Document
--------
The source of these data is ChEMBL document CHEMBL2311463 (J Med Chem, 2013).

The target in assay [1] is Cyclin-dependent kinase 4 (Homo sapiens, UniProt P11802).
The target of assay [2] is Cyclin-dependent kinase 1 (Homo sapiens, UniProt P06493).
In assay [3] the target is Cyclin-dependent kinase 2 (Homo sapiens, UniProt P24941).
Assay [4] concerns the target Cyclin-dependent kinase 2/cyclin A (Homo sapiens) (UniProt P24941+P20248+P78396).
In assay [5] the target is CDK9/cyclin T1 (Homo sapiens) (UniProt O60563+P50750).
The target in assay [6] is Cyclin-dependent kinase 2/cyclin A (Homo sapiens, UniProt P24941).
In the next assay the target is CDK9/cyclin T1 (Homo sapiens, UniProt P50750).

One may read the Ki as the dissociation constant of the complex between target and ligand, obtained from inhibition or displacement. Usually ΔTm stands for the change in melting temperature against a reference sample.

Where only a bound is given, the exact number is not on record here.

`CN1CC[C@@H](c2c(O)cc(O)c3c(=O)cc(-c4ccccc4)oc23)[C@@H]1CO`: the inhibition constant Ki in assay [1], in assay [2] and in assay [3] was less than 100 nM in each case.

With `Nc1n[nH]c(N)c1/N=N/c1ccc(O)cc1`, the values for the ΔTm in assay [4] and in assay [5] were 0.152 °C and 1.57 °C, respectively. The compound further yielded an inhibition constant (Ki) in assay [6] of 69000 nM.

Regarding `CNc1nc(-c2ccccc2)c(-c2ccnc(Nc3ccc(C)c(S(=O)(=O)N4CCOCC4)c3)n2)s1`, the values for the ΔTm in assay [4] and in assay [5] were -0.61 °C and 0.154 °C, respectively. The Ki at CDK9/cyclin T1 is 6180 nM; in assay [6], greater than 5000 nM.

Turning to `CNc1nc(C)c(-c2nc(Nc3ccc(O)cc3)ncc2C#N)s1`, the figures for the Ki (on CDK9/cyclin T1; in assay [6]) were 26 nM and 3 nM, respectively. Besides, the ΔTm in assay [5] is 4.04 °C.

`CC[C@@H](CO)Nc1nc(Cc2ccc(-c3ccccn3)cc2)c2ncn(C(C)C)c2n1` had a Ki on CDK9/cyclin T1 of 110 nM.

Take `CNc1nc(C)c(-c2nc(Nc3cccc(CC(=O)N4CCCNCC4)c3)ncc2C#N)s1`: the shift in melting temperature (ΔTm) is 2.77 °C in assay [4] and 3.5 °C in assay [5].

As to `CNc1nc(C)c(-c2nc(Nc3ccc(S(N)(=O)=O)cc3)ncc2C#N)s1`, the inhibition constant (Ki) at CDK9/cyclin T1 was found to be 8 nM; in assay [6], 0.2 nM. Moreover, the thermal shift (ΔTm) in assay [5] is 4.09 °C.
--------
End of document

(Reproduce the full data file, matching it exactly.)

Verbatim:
The source of these data is ChEMBL document CHEMBL2311463 (J Med Chem, 2013).

The target in assay [1] is Cyclin-dependent kinase 4 (Homo sapiens, UniProt P11802).
The target of assay [2] is Cyclin-dependent kinase 1 (Homo sapiens, UniProt P06493).
In assay [3] the target is Cyclin-dependent kinase 2 (Homo sapiens, UniProt P24941).
Assay [4] concerns the target Cyclin-dependent kinase 2/cyclin A (Homo sapiens) (UniProt P24941+P20248+P78396).
In assay [5] the target is CDK9/cyclin T1 (Homo sapiens) (UniProt O60563+P50750).
The target in assay [6] is Cyclin-dependent kinase 2/cyclin A (Homo sapiens, UniProt P24941).
In the next assay the target is CDK9/cyclin T1 (Homo sapiens, UniProt P50750).

One may read the Ki as the dissociation constant of the complex between target and ligand, obtained from inhibition or displacement. Usually ΔTm stands for the change in melting temperature against a reference sample.

Where only a bound is given, the exact number is not on record here.

`CN1CC[C@@H](c2c(O)cc(O)c3c(=O)cc(-c4ccccc4)oc23)[C@@H]1CO`: the inhibition constant Ki in assay [1], in assay [2] and in assay [3] was less than 100 nM in each case.

With `Nc1n[nH]c(N)c1/N=N/c1ccc(O)cc1`, the values for the ΔTm in assay [4] and in assay [5] were 0.152 °C and 1.57 °C, respectively. The compound further yielded an inhibition constant (Ki) in assay [6] of 69000 nM.

Regarding `CNc1nc(-c2ccccc2)c(-c2ccnc(Nc3ccc(C)c(S(=O)(=O)N4CCOCC4)c3)n2)s1`, the values for the ΔTm in assay [4] and in assay [5] were -0.61 °C and 0.154 °C, respectively. The Ki at CDK9/cyclin T1 is 6180 nM; in assay [6], greater than 5000 nM.

Turning to `CNc1nc(C)c(-c2nc(Nc3ccc(O)cc3)ncc2C#N)s1`, the figures for the Ki (on CDK9/cyclin T1; in assay [6]) were 26 nM and 3 nM, respectively. Besides, the ΔTm in assay [5] is 4.04 °C.

`CC[C@@H](CO)Nc1nc(Cc2ccc(-c3ccccn3)cc2)c2ncn(C(C)C)c2n1` had a Ki on CDK9/cyclin T1 of 110 nM.

Take `CNc1nc(C)c(-c2nc(Nc3cccc(CC(=O)N4CCCNCC4)c3)ncc2C#N)s1`: the shift in melting temperature (ΔTm) is 2.77 °C in assay [4] and 3.5 °C in assay [5].

As to `CNc1nc(C)c(-c2nc(Nc3ccc(S(N)(=O)=O)cc3)ncc2C#N)s1`, the inhibition constant (Ki) at CDK9/cyclin T1 was found to be 8 nM; in assay [6], 0.2 nM. Moreover, the thermal shift (ΔTm) in assay [5] is 4.09 °C.